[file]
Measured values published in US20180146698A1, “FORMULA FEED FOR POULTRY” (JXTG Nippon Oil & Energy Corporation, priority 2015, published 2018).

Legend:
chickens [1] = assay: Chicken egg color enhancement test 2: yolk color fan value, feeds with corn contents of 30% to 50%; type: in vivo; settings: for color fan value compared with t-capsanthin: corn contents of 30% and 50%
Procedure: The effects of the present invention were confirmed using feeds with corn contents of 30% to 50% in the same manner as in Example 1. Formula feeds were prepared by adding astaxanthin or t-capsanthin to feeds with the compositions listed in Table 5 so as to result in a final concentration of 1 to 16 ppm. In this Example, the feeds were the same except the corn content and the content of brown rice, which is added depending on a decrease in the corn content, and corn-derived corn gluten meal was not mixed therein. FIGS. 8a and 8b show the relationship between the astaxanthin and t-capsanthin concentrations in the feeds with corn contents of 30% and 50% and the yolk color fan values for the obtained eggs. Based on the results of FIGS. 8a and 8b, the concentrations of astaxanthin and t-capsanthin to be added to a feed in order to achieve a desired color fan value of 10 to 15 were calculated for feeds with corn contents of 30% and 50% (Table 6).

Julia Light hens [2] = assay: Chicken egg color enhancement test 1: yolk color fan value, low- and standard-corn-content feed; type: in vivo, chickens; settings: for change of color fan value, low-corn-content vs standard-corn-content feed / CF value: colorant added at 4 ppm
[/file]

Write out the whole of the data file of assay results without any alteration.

Measured values published in US20180146698A1, “FORMULA FEED FOR POULTRY” (JXTG Nippon Oil & Energy Corporation, priority 2015, published 2018).

Legend:
chickens [1] = assay: Chicken egg color enhancement test 2: yolk color fan value, feeds with corn contents of 30% to 50%; type: in vivo; settings: for color fan value compared with t-capsanthin: corn contents of 30% and 50%
Procedure: The effects of the present invention were confirmed using feeds with corn contents of 30% to 50% in the same manner as in Example 1. Formula feeds were prepared by adding astaxanthin or t-capsanthin to feeds with the compositions listed in Table 5 so as to result in a final concentration of 1 to 16 ppm. In this Example, the feeds were the same except the corn content and the content of brown rice, which is added depending on a decrease in the corn content, and corn-derived corn gluten meal was not mixed therein. FIGS. 8a and 8b show the relationship between the astaxanthin and t-capsanthin concentrations in the feeds with corn contents of 30% and 50% and the yolk color fan values for the obtained eggs. Based on the results of FIGS. 8a and 8b, the concentrations of astaxanthin and t-capsanthin to be added to a feed in order to achieve a desired color fan value of 10 to 15 were calculated for feeds with corn contents of 30% and 50% (Table 6).

Julia Light hens [2] = assay: Chicken egg color enhancement test 1: yolk color fan value, low- and standard-corn-content feed; type: in vivo, chickens; settings: for change of color fan value, low-corn-content vs standard-corn-content feed / CF value: colorant added at 4 ppm